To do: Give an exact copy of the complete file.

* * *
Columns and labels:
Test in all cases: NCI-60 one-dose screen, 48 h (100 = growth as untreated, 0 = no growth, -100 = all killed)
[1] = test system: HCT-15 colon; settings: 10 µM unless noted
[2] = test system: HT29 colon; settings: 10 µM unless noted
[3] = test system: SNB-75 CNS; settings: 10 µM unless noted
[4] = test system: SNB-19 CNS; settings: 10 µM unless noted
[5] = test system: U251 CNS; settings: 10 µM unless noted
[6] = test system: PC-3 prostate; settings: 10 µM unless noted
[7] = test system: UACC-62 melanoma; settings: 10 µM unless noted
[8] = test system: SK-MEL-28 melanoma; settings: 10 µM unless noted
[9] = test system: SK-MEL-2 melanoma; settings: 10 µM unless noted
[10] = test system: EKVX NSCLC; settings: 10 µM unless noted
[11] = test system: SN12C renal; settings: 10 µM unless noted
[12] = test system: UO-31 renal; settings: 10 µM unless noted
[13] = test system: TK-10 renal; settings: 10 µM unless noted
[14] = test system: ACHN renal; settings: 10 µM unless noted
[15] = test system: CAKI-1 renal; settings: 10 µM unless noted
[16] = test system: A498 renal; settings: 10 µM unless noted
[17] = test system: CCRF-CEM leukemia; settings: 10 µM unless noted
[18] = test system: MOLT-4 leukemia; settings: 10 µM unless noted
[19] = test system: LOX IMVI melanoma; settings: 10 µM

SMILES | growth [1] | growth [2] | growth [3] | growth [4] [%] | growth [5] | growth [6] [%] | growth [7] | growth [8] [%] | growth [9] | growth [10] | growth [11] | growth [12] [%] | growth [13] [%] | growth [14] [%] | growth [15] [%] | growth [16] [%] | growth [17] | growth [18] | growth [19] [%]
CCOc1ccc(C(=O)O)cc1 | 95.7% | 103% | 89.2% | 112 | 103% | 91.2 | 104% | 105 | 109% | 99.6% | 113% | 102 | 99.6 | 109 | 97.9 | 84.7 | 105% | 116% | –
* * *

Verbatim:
Columns and labels:
Test in all cases: NCI-60 one-dose screen, 48 h (100 = growth as untreated, 0 = no growth, -100 = all killed)
[1] = test system: HCT-15 colon; settings: 10 µM unless noted
[2] = test system: HT29 colon; settings: 10 µM unless noted
[3] = test system: SNB-75 CNS; settings: 10 µM unless noted
[4] = test system: SNB-19 CNS; settings: 10 µM unless noted
[5] = test system: U251 CNS; settings: 10 µM unless noted
[6] = test system: PC-3 prostate; settings: 10 µM unless noted
[7] = test system: UACC-62 melanoma; settings: 10 µM unless noted
[8] = test system: SK-MEL-28 melanoma; settings: 10 µM unless noted
[9] = test system: SK-MEL-2 melanoma; settings: 10 µM unless noted
[10] = test system: EKVX NSCLC; settings: 10 µM unless noted
[11] = test system: SN12C renal; settings: 10 µM unless noted
[12] = test system: UO-31 renal; settings: 10 µM unless noted
[13] = test system: TK-10 renal; settings: 10 µM unless noted
[14] = test system: ACHN renal; settings: 10 µM unless noted
[15] = test system: CAKI-1 renal; settings: 10 µM unless noted
[16] = test system: A498 renal; settings: 10 µM unless noted
[17] = test system: CCRF-CEM leukemia; settings: 10 µM unless noted
[18] = test system: MOLT-4 leukemia; settings: 10 µM unless noted
[19] = test system: LOX IMVI melanoma; settings: 10 µM

SMILES | growth [1] | growth [2] | growth [3] | growth [4] [%] | growth [5] | growth [6] [%] | growth [7] | growth [8] [%] | growth [9] | growth [10] | growth [11] | growth [12] [%] | growth [13] [%] | growth [14] [%] | growth [15] [%] | growth [16] [%] | growth [17] | growth [18] | growth [19] [%]
CCOc1ccc(C(=O)O)cc1 | 95.7% | 103% | 89.2% | 112 | 103% | 91.2 | 104% | 105 | 109% | 99.6% | 113% | 102 | 99.6 | 109 | 97.9 | 84.7 | 105% | 116% | –